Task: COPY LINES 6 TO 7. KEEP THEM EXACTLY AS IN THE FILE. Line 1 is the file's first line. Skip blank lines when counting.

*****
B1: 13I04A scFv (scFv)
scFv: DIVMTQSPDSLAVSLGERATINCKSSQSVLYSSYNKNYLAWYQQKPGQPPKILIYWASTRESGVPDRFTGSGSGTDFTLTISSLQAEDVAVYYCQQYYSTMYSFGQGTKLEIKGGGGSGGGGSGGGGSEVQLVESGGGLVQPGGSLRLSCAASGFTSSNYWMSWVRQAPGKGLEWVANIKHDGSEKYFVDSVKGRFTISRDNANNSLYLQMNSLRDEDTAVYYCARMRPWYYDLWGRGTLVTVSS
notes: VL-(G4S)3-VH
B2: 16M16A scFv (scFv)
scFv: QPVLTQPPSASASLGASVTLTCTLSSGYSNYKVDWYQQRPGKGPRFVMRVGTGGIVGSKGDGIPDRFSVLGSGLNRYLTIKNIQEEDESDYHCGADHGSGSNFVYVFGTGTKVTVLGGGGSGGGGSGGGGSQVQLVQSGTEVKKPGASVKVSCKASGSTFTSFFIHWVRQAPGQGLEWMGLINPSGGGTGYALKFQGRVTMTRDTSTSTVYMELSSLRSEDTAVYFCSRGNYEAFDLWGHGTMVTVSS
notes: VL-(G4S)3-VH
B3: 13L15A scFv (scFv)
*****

notes: VL-(G4S)3-VH
B3: 13L15A scFv (scFv)